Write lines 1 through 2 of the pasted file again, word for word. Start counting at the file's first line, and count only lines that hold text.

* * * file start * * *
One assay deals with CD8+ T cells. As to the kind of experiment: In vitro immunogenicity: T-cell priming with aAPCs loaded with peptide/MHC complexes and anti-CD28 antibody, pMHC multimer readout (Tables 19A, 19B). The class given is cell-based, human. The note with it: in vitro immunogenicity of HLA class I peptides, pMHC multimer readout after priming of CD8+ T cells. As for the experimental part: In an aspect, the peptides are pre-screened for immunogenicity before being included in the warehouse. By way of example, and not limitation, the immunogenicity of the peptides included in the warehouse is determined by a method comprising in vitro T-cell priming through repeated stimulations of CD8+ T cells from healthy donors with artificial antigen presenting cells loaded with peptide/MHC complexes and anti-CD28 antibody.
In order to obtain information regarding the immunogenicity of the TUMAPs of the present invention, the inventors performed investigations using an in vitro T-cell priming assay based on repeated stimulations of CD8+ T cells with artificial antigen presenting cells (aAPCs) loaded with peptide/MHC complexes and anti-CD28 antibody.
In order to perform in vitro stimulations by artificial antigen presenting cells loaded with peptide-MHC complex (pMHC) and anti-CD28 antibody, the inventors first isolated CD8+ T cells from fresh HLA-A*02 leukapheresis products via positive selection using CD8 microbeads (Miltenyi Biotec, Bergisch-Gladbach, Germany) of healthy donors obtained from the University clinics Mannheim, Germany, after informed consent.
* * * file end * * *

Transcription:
One assay deals with CD8+ T cells. As to the kind of experiment: In vitro immunogenicity: T-cell priming with aAPCs loaded with peptide/MHC complexes and anti-CD28 antibody, pMHC multimer readout (Tables 19A, 19B). The class given is cell-based, human. The note with it: in vitro immunogenicity of HLA class I peptides, pMHC multimer readout after priming of CD8+ T cells. As for the experimental part: In an aspect, the peptides are pre-screened for immunogenicity before being included in the warehouse. By way of example, and not limitation, the immunogenicity of the peptides included in the warehouse is determined by a method comprising in vitro T-cell priming through repeated stimulations of CD8+ T cells from healthy donors with artificial antigen presenting cells loaded with peptide/MHC complexes and anti-CD28 antibody.
In order to obtain information regarding the immunogenicity of the TUMAPs of the present invention, the inventors performed investigations using an in vitro T-cell priming assay based on repeated stimulations of CD8+ T cells with artificial antigen presenting cells (aAPCs) loaded with peptide/MHC complexes and anti-CD28 antibody.